Law of Agency

Real Estate License Course Details


Our daily lives can involve a variety of agency relationships. When you ask your physician to communicate information to the pharmacy to fill a prescription, you are authorizing the physician to act as an agent of sorts to fulfill a specific task for you. If you hire a professional real estate person to market your home, or find you a new home, or find you a new office space, or you retain an auto broker to locate a replacement car or truck, or contract with an art dealer to find works by a specific artist, or employ a private detective to track down a long-lost relative, or you deliver some inherited furniture to an antique dealer for sale on consignment at a specific minimum price, you are participating in an agency relationship. All of these examples involve a contract, either verbal or written. It is that contract that creates the agency relationship.

No matter the rules, statutes or practices that may become involved, at its core, an agency relationship is a contract between two parties:

  1. the person that is delegating authority (the Principal) and
  2. the person that is being given the authority (the Agent).

The more substantial the proposed relationship and/or contemplated transactions become, the more complex the principal–agent relationship and the rules surrounding it can become. New laws, court cases, experiences in day-to-day business and new ways of doing business can complicate and add new layers of responsibilities and duties to the relationship. Nevertheless, at the core, an agency relationship is still that contract between the Principal and the Agent.

The purpose of this course is to better acquaint the leaner with the various types of agency relationships that can exist, and to build an understanding of the scope and the limits of agency in general and of the rules as they relate to the practice of the real estate profession.

This course contains numerous opportunities for interaction. You will be expected to complete each exercise, quiz, reading assignment, and exam in this course.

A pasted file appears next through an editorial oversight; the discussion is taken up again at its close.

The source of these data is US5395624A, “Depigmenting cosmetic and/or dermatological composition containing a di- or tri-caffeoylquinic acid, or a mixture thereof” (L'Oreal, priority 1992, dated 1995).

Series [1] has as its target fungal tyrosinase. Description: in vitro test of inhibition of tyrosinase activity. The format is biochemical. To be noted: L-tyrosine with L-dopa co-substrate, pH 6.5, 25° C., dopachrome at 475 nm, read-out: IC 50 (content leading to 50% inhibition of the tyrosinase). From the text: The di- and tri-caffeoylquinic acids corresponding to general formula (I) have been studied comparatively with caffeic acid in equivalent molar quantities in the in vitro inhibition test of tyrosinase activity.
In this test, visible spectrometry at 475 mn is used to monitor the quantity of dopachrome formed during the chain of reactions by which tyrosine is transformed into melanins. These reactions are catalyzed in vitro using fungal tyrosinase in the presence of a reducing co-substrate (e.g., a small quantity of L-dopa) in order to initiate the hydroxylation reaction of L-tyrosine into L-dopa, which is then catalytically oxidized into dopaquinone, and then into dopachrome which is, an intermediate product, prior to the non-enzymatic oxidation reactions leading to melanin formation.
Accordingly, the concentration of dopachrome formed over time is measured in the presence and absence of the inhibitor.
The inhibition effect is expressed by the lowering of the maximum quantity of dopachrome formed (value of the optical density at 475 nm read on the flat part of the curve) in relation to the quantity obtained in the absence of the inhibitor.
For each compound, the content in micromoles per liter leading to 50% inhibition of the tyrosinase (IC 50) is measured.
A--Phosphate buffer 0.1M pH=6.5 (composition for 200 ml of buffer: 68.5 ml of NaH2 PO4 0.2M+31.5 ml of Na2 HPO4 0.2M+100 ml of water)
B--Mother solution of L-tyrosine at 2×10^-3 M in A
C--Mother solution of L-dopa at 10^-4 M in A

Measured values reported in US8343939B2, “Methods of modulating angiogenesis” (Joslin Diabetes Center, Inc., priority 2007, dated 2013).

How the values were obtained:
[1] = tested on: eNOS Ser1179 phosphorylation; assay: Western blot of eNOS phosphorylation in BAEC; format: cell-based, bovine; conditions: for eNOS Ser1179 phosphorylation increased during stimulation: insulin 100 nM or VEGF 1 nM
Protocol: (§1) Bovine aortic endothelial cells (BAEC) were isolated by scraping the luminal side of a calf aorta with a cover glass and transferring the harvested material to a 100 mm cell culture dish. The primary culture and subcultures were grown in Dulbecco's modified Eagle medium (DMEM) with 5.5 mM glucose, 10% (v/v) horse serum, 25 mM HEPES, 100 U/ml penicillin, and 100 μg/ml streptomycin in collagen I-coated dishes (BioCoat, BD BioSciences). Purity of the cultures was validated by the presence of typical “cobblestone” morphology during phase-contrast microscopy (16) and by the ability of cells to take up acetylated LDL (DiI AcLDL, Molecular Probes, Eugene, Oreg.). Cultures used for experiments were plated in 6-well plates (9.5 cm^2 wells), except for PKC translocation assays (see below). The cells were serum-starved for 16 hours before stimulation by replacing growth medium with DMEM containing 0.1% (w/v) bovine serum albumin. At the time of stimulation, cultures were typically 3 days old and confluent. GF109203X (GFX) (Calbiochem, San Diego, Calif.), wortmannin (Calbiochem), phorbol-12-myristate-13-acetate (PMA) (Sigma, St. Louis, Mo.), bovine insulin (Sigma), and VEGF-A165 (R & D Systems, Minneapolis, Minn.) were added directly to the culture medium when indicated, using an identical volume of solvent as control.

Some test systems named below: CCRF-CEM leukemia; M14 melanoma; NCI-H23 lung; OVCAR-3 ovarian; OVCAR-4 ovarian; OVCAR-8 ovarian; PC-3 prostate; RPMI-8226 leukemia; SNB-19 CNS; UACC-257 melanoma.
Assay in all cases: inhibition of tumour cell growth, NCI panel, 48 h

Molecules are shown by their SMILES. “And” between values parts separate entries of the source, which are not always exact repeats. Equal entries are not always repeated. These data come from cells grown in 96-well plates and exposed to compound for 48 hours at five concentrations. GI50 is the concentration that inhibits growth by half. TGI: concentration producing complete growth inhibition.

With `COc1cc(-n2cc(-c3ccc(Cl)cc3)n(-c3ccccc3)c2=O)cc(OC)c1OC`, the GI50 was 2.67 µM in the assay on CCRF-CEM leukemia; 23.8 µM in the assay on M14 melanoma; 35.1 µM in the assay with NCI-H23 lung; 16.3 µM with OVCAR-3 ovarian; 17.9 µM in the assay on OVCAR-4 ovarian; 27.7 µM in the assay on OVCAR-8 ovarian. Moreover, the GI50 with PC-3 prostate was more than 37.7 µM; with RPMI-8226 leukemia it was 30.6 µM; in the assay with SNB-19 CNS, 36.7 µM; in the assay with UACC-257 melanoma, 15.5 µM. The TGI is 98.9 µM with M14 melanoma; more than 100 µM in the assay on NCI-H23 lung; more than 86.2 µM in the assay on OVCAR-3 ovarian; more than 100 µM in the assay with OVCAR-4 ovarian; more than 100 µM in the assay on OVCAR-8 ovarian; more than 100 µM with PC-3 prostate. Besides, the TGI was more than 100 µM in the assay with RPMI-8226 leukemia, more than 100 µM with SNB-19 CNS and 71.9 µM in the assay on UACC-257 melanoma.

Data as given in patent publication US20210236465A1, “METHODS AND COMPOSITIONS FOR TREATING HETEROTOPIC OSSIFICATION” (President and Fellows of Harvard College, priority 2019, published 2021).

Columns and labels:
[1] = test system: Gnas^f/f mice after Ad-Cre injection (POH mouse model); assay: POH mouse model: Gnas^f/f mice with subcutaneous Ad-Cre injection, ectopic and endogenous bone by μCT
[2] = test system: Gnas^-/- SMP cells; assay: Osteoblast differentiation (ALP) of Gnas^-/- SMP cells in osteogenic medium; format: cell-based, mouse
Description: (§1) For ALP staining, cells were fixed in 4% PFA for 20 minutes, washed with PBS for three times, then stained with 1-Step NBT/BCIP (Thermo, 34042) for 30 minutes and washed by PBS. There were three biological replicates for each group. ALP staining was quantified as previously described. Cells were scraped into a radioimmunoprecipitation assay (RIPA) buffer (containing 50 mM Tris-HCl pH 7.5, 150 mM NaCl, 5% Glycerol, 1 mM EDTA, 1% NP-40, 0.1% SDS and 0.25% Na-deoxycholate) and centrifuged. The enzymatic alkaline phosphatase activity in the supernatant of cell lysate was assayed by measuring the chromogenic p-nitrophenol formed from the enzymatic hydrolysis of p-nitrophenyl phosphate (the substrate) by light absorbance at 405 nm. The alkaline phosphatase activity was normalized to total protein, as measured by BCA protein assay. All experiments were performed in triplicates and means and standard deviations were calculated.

Topics Covered

This course includes the following topics:

  • Lesson 1: Agency Concepts
  • Lesson 2: Basic Agency Relationship, Disclosure and Duties to the Client
  • Lesson 3: Duties and Disclosures to Third Parties
  • Lesson 4: Seller Agency
  • Lesson 5: Buyer Agency
  • Lesson 6: Representing More than One Party in a Transaction: Intermediary Brokerage
  • Lesson 7: Creation and Termination of Agency
  • Lesson 8: Clarifying Agency Relationships
  • Lesson 9: Employment Issues
  • Lesson 10: Agency, Ethics, and the Law
  • Lesson 11: Deceptive Trade Practices and Consumer Protection Act
  • Lesson 12: Implementation and Presentation

Learning Objectives:

Upon completion of this course, you will be able to:

  • Enumerate basic agency relationships, including disclosure and duties to clients;
  • Identify the relevant section of the Texas property code as it relates to an agent's duties and disclosures to third parties;
  • Describe the concept of seller agency and the benefits of such a relationship;
  • Enumerate the details of buyer agency, how it is created and the benefits of such an arrangement;
  • Comprehend the intricacies of representing more than one party in a transaction (including what is known as intermediary brokerage);
  • Describe how agency is created and terminated;
  • Navigate disclosure policies and navigate a company's policies in this area;
  • Discover various employment law issues involving agency, including independent contract agreements and employment issues with brokers, principals and personal assistants and agents;
  • Explain the interaction among agency, ethics, law and morals, including codes of ethics, minimum ethical standards and the rules of TREC and TRELA
  • Recognize the various aspects of the Texas Deceptive Trade Practices Act as they impact the purchase and sale of real property;
  • Discover some practical aspects of agency, including working with sellers and buyers;
  • Relate a practical guide to everyday practice; and
  • Comprehend risk management issues as well as other considerations that impact a daily practice.